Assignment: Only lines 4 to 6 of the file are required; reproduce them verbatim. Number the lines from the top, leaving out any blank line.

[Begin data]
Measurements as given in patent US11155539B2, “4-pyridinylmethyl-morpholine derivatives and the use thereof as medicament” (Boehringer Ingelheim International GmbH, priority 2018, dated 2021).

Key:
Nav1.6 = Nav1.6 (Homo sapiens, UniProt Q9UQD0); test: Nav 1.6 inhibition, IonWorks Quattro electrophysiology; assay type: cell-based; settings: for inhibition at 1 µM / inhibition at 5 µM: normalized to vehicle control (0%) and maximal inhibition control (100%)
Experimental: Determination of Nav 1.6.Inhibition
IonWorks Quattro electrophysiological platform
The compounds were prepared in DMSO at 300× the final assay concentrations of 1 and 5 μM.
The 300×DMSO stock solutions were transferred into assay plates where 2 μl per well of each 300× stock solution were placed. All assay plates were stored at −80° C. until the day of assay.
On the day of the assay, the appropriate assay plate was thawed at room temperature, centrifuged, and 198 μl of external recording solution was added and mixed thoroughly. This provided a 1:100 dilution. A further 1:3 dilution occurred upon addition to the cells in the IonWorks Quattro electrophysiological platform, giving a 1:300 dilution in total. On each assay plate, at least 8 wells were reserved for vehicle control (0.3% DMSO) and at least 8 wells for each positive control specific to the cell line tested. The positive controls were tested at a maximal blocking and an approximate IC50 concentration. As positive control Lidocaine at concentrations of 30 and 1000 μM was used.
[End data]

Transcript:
Experimental: Determination of Nav 1.6.Inhibition
IonWorks Quattro electrophysiological platform
The compounds were prepared in DMSO at 300× the final assay concentrations of 1 and 5 μM.